Without having access to the case file, where did you start?
We reviewed all the old news coverage, [went to] the local historical society in Stearns County and read all the archives, a lot of other archival-type research. Then we went back and talked to as many of the original investigators that we could find, and we talked to current law enforcement. We went back to the very beginning. We talked to the babysitter who was at home. We talked to the Wetterlings. We talked to the people who lived on the block. One of the things we've revealed so far is that law enforcement didn't talk to a number of people, even in the immediate area. It turns out that at least one kid saw, basically on the same dead-end road, some guy in a blue car six weeks before, who had tried to chase him. Now we know [Heinrich] had a blue car.

What was your initial meeting with the Wetterlings like? Did you have to sell them on the idea?
I had a conversation with Patty Wetterling very early on, saying, "This is something I'm going look into. Is there any reason there would be a problem?" She said, "No, go for it." Then we started meeting with both Patty and Jerry Wetterling for some pretty long interviews. What they could tell us wasn't necessarily what went wrong in the investigation. The focus was finding their son. But what they could help us understand was what this was like in a really intimate way. They were so generous with their time, going through that in the kind of detail and thoughtfulness that they did. It's still so hard to understand what that would be like, but we wanted to show how this affects a couple, how this affects a family beyond the 20-second sound bite that often gets used.

Was the first episode already finished before Heinrich's confession?
Yes. We talked about it and thought that the stuff that was coming early in the episodes was of great public interest. Our plan originally was to run episode one on the 13th, but we thought, "No, this is relevant now," especially because we had the context on Heinrich and what happened that night. We knew he was headed to trial in early October, so we knew that this was not only a possibility, but that if it was going to happen, it was going to happen very soon. There were reasons to think he did it, but we weren't prepared. Still, to be in that courthouse when this was happening was remarkable.

Emotionally, what it was like for you? Reporters have described it as devastating for everyone, family and onlookers alike.
I'm hesitant to say. It's primarily the family. It's their son. I don't want to over-associate with someone else's grief. But as a reporter, it was certainly the most difficult thing I've ever heard or read in court. I think it was something about the way that it unfolded as testimony. I assumed we were going to hear some graphic testimony about the sexual assault, but just to hear "and then this … and then this … and then I went home and I got a shovel and then I walked back and then I started digging the grave. And then I thought this was an awfully small shovel." I was thinking about two things during that: "What is it like for the family to hear this?" and then, "What does this mean for how law enforcement acted?" It's devastating on both of those counts.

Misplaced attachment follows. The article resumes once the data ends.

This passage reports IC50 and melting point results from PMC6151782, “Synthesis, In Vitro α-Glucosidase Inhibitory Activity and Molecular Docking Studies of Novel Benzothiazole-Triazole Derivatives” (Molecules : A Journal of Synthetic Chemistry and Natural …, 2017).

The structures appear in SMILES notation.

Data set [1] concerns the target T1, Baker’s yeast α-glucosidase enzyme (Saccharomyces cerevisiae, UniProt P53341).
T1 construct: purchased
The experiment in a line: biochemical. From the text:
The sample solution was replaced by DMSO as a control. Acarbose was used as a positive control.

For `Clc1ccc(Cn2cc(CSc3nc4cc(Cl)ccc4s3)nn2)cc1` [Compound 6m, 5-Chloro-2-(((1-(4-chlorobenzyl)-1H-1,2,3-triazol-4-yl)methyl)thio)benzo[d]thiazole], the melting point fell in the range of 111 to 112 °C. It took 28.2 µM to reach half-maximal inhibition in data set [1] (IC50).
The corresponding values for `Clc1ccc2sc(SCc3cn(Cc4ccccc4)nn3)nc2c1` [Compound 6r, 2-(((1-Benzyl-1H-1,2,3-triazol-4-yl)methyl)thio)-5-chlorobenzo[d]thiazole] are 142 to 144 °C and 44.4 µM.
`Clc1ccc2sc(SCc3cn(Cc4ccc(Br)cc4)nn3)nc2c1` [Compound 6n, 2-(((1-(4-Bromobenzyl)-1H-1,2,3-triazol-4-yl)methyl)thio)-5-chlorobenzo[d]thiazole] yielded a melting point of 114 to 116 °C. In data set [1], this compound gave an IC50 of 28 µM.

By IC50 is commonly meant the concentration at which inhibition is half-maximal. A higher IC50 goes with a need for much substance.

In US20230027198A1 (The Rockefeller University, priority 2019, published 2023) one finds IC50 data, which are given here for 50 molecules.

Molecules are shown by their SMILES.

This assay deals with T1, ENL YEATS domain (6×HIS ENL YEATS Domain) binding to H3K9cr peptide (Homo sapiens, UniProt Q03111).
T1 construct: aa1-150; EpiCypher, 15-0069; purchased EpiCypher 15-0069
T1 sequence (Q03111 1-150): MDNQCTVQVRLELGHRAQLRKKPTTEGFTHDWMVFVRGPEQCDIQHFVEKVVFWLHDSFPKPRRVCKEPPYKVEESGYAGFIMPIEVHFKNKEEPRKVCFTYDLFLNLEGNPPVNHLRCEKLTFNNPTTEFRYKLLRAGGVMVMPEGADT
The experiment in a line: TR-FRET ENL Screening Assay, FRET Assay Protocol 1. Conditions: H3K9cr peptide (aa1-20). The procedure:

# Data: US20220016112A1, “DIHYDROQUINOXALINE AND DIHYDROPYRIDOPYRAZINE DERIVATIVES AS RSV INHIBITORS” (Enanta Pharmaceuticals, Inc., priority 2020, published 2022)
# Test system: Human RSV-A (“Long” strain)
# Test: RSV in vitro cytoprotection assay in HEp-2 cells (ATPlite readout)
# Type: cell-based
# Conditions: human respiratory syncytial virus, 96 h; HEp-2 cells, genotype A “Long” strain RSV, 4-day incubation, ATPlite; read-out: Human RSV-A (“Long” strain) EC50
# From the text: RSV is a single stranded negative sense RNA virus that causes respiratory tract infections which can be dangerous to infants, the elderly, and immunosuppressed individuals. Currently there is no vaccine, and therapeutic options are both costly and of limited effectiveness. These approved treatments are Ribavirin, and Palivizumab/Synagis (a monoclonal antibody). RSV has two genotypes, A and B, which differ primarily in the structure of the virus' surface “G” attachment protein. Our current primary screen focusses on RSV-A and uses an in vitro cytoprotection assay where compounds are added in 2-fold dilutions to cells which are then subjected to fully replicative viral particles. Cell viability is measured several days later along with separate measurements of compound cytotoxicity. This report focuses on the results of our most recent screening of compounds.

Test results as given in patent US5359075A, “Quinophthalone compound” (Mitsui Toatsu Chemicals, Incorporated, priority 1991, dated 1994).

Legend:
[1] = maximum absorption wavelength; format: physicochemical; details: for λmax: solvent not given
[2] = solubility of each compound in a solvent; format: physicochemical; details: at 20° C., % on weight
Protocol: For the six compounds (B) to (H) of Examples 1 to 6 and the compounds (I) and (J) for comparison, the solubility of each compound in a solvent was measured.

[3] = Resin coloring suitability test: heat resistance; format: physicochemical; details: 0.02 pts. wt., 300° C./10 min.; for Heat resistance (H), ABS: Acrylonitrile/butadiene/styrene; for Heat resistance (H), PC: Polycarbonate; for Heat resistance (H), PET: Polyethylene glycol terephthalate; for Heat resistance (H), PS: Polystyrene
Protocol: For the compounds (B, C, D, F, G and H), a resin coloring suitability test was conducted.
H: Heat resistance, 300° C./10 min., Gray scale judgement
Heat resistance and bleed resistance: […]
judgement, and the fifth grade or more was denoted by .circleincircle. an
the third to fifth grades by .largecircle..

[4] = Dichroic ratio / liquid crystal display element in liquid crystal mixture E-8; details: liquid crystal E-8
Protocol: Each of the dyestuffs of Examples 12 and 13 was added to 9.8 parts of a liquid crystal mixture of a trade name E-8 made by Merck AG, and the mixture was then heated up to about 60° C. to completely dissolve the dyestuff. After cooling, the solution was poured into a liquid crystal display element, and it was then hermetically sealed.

The family is getting closure, but they're also learning about Jacob's final moments. It's unimaginable.
It's so awful. It was very visual and … it's not going to be good, right? I cannot imagine if that was someone I knew, someone in my family.

And there were so many times Heinrich could've been caught.
Going chronologically, that's interesting — you're just walking on the road in the middle of the night with a shovel, and then you get there, and then you're trying to dig a hole and it's not working. And then you go to a nearby construction company, steal a Bobcat, turn on the lights, and drive it back? It's like the most obvious way to bury a body. In general, it's not what you're expecting in a case that has not been solved. Then he went back to the site a year later. How are the remains just laying out there? It's 1.2 miles from where Danny Heinrich was living in the center of Paynesville, so it's not like some really far-out location. One of my questions is how did law enforcement, how did no one notice this? Because they made a replica of Jacob's red jacket so people would know exactly what it looked like, so people knew "red jacket, Jacob Wetterling." For the people of Paynesville to know that Jacob's body was that close all along has been difficult for some, of course.

Knowing what you know now, are you rewriting the end of the series?
I can't get into how it ends. [Laughs.]